Orange is the New Pink & Green

I spent a nice weekend visiting my niece who started her post-high school education this fall at Syracuse University. While visiting, I began to wonder why SU’s nickname is “The Orange”.

Syracuse University was founded in 1870. The first official colors in 1872 were pea green and rose pink.  In 1873 the student consensus was “Can’t we do better than this?” and they changed to colors to pink and azure. That lasted through 1890 when the alumni changed the official color to orange — just orange (orange & white was rejected).

Why orange? Well, why not? From “Origins of Orange” at —

A report in “The Syracusan” in 1890 said the decision was “predicated upon the historical affinity that once existed between the Colony of New York and the House of Orange” (Holland). A 1929 issue of the Alumni News said orange was chosen because it is “symbolic of the golden apples of Hesperia, of the glory of the sunrise, and of hopes of a golden future. It is the hue of strength, vigor and confidence.” Professor John Scott Clark, Class of 1877, pitched orange during the great debate because “to his knowledge, not a single university or college had orange alone as its color.” How about, anything’s better than pea green and rose pink?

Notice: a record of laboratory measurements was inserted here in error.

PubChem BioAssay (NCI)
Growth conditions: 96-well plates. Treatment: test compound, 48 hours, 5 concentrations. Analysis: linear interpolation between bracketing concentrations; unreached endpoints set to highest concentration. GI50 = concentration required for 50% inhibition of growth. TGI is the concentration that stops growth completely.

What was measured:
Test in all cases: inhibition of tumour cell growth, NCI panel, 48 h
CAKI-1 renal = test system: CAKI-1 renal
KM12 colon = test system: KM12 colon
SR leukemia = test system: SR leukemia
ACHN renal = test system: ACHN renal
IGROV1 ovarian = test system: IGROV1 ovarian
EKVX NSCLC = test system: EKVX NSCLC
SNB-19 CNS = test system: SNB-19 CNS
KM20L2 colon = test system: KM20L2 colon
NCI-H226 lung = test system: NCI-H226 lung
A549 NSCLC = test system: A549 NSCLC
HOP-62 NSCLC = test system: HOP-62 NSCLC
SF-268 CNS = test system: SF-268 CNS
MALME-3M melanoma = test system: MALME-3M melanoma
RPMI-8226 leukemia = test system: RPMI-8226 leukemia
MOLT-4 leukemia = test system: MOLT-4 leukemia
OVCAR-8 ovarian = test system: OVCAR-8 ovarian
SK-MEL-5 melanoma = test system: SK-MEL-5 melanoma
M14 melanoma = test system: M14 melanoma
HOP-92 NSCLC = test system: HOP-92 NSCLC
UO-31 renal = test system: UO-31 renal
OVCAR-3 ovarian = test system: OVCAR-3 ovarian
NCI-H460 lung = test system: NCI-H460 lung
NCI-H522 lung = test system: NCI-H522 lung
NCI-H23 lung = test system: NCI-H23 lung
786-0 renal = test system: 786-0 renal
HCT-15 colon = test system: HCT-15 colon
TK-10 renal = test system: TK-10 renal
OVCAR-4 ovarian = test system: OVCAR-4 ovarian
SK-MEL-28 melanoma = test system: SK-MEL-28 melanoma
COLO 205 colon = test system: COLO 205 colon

The nickname Orangemen apparently originated in the 1950s. The official nickname today is Syracuse Orange, although Orangemen and Orangewomen are still used.

Otto Display in the University Bookstore

The mascot is Otto the Orange; he dates from 1990, although there were earlier versions. How they got to Otto is a story in itself, and is beyond the scope of this essay. If you’re curious, the complete history of SU’s colors, nicknames, and mascots is at “Origins of Orange” (

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